from the water,-water-everywhere,-and-nary-a-drop-publicly-accounted-for dept
The NSA's new home in Utah is increasingly looking like a bad idea. While local politicians were likely delighted to have a federal money funnel set up shop in state, that initial euphoria has faded in the wake of the Snowden leaks.
Multiple legislative attempts have been mounted by various states to basically nullify the NSA's programs, either directly or indirectly. In Utah, the leverage point has been the public utilities. There is no doubt that the NSA's new data center consumes massive amounts of electricity. But it also goes through water like… water. Not much is known about how much the data center uses (estimates place it at about 1.2 million gallons a day), but one fact that has emerged so far is that the NSA is paying far less ($2.05 vs. $3.35) per thousand gallons than other high-volume businesses.
The Tenth Amendment Center has been pushing for the adoption of legislation aimed at cutting off public support (meaning "public utilities") for the NSA's domestic surveillance programs. While this legislative battle has been moving forward, attempts to gain more insight into the NSA's utility usage have been stonewalled by both the City of Bluffdale and the NSA itself.
Fortunately, the state has stepped up and ordered Bluffdale to release the NSA's water usage records.
This month, the Utah State Records Committee ruled that the City of Bluffdale must release water records pertaining to the massive NSA data center located there.The City of Bluffdale was a major combatant, insisting on collecting a $45/hour fee for compiling responsive documents. All told, the total stood at $767.45 when the reporter brought this to the attention of the State Records Committee.
Salt Lake City Tribune reporter Nate Carlisle pursued the information, and his success shows how a series of small, seemingly insignificant actions can lead to a major victory.
The committee voted unanimously to require the city to make details of the NSA’s water use public last week.
The agency itself was no better. It refused to release info on its water usage by relying on the same excuse it uses for everything: terrorism.
By computing the water usage rate, one could ultimately determine the computing power and capabilities of the Utah Data Center. Armed with this information, one could then deduce how much intelligence NSA is collecting and maintaining, and this clearly relates to one of NSA's core missions, which is the collection of foreign intelligence.Robert McMillan at Wired calls bullshit on this argument.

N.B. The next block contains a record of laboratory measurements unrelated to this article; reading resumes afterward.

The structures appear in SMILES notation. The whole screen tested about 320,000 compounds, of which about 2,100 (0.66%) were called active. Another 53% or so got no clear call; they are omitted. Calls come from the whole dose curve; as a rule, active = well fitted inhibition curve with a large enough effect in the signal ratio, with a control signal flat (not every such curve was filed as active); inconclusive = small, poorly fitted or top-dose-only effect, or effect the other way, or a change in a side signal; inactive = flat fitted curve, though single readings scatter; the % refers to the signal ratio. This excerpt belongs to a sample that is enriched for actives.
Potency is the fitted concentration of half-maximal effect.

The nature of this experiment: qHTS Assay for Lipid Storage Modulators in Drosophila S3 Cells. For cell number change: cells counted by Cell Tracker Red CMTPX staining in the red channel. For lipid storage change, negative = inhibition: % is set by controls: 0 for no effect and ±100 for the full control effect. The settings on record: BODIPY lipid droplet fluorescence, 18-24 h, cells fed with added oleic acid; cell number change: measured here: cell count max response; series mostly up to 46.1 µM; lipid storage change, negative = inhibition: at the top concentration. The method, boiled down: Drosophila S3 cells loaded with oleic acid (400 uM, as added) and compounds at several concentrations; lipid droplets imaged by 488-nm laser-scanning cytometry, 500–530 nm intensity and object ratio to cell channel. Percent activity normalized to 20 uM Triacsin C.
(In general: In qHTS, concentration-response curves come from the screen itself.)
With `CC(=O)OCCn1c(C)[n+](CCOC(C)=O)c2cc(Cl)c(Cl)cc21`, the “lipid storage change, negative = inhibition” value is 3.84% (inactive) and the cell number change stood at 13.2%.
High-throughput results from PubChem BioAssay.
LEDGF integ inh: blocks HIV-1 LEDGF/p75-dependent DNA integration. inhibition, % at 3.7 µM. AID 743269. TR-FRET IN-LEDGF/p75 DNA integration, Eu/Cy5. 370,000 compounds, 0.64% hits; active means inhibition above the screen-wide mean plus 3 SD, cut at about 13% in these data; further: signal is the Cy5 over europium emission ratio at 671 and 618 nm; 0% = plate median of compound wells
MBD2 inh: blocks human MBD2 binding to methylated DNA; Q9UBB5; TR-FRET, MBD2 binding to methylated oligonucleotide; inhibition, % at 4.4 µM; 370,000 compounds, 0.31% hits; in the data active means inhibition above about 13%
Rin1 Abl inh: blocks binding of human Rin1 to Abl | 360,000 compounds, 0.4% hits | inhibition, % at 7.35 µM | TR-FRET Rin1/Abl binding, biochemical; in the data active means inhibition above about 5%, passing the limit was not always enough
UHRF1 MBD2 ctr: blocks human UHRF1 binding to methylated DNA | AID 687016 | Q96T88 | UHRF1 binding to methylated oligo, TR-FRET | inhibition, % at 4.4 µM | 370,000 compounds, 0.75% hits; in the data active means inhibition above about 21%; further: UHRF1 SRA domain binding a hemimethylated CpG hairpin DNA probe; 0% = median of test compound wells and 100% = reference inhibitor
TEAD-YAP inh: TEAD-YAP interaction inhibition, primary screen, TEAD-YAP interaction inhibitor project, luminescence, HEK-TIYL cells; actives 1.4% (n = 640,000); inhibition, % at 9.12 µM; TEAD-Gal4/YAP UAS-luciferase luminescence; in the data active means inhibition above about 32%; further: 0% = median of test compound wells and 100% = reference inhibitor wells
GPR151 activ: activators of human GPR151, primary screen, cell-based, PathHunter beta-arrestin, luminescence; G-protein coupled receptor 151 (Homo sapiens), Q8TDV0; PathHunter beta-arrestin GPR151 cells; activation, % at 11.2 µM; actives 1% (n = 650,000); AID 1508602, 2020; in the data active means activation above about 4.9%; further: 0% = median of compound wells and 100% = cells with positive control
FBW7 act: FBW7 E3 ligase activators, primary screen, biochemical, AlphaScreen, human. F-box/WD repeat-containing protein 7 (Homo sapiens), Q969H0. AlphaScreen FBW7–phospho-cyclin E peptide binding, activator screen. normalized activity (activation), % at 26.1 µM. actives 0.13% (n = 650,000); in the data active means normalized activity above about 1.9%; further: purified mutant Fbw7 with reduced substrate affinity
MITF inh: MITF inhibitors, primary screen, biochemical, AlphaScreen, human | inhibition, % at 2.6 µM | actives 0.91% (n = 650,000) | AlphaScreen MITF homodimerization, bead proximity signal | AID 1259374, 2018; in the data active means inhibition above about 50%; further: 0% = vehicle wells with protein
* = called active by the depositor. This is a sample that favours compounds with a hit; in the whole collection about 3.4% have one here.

The reality is that Sherman's argument requires a pretty big leap of logic. Data center engineers can get rough ideas of compute power based on how much power a building consumes, but figuring this out on water is another matter. Some data centers, like Facebook's facility in Prineville, Oregon, use custom-made swamp coolers to mist the air and cool down servers. Others push hot air into evaporative cooling towers, which are kept cold by running water.Without access to all of this water, the NSA's shiny new home can't function. That it consumes over a million gallons a day (at least) should be of concern to Utah's residents, especially considering the ongoing water management issues the state is facing. Early in 2013, water experts met to discuss the problems inherent in the nation's second-driest state -- one which also sports the nation's highest birth rate.
"There are many different ways to cool a data center," says Jonathan Koomey, a research fellow at the Steyer-Taylor Center for Energy Policy and Finance at Stanford University."Without knowing more about the actual facility then I don't think anyone's going to give you solid [computing capability] numbers."
Among the many suggestions were removing the tax subsidies from water that kept prices artificially low and starting to meter secondary usage. Nowhere in the discussion was a suggestion to funnel 400+ million gallons a year into a surveillance agency's data center.
This cut rate on top of an already artificially low water price would explain the attractiveness of the locale to the NSA, but in the end, it's the rest of Utah's citizens who will be screwed. When its water usage details are finally revealed, one can safely expect there to be more public support for the Tenth Amendment Center's attempt to literally drain the agency of resources.